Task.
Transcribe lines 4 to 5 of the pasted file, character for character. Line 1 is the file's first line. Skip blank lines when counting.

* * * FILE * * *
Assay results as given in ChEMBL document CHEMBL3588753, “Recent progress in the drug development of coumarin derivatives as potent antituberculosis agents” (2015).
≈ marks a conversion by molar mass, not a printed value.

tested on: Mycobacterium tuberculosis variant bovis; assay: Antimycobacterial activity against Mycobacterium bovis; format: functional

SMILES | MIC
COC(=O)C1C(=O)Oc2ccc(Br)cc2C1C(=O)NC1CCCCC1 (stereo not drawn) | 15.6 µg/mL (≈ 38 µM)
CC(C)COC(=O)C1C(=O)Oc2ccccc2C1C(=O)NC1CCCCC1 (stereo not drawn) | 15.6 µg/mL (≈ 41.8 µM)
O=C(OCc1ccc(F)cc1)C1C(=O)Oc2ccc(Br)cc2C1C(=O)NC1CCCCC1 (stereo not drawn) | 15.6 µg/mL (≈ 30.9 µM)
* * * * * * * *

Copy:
SMILES | MIC
COC(=O)C1C(=O)Oc2ccc(Br)cc2C1C(=O)NC1CCCCC1 (stereo not drawn) | 15.6 µg/mL (≈ 38 µM)